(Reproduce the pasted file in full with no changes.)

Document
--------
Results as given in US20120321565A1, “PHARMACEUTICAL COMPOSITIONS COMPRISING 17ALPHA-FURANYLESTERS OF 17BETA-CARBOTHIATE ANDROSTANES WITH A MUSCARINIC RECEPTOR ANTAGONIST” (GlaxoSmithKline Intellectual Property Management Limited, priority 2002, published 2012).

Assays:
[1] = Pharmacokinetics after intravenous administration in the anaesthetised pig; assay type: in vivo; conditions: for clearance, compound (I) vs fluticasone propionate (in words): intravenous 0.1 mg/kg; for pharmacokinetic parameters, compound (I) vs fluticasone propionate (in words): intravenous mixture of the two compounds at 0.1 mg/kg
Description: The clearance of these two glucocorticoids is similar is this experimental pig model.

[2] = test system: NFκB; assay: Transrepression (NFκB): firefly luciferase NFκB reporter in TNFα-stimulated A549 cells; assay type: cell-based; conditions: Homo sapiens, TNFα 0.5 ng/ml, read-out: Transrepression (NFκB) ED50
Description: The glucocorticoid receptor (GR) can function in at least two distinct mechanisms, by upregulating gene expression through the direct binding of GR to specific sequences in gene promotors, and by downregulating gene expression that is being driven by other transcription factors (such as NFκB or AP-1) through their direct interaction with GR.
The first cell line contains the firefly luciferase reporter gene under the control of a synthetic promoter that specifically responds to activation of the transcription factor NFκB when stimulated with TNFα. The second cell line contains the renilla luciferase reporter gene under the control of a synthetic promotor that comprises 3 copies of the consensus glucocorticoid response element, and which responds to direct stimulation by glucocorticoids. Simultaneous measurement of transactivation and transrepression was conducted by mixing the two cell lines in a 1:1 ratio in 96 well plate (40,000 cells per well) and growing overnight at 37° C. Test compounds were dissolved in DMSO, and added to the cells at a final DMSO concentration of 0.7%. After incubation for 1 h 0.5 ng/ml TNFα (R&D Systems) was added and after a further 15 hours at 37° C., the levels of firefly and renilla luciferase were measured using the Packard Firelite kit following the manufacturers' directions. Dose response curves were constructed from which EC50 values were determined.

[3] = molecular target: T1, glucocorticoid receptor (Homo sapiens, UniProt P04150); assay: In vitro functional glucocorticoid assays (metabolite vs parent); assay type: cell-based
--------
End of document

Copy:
Results as given in US20120321565A1, “PHARMACEUTICAL COMPOSITIONS COMPRISING 17ALPHA-FURANYLESTERS OF 17BETA-CARBOTHIATE ANDROSTANES WITH A MUSCARINIC RECEPTOR ANTAGONIST” (GlaxoSmithKline Intellectual Property Management Limited, priority 2002, published 2012).

Assays:
[1] = Pharmacokinetics after intravenous administration in the anaesthetised pig; assay type: in vivo; conditions: for clearance, compound (I) vs fluticasone propionate (in words): intravenous 0.1 mg/kg; for pharmacokinetic parameters, compound (I) vs fluticasone propionate (in words): intravenous mixture of the two compounds at 0.1 mg/kg
Description: The clearance of these two glucocorticoids is similar is this experimental pig model.

[2] = test system: NFκB; assay: Transrepression (NFκB): firefly luciferase NFκB reporter in TNFα-stimulated A549 cells; assay type: cell-based; conditions: Homo sapiens, TNFα 0.5 ng/ml, read-out: Transrepression (NFκB) ED50
Description: The glucocorticoid receptor (GR) can function in at least two distinct mechanisms, by upregulating gene expression through the direct binding of GR to specific sequences in gene promotors, and by downregulating gene expression that is being driven by other transcription factors (such as NFκB or AP-1) through their direct interaction with GR.
The first cell line contains the firefly luciferase reporter gene under the control of a synthetic promoter that specifically responds to activation of the transcription factor NFκB when stimulated with TNFα. The second cell line contains the renilla luciferase reporter gene under the control of a synthetic promotor that comprises 3 copies of the consensus glucocorticoid response element, and which responds to direct stimulation by glucocorticoids. Simultaneous measurement of transactivation and transrepression was conducted by mixing the two cell lines in a 1:1 ratio in 96 well plate (40,000 cells per well) and growing overnight at 37° C. Test compounds were dissolved in DMSO, and added to the cells at a final DMSO concentration of 0.7%. After incubation for 1 h 0.5 ng/ml TNFα (R&D Systems) was added and after a further 15 hours at 37° C., the levels of firefly and renilla luciferase were measured using the Packard Firelite kit following the manufacturers' directions. Dose response curves were constructed from which EC50 values were determined.

[3] = molecular target: T1, glucocorticoid receptor (Homo sapiens, UniProt P04150); assay: In vitro functional glucocorticoid assays (metabolite vs parent); assay type: cell-based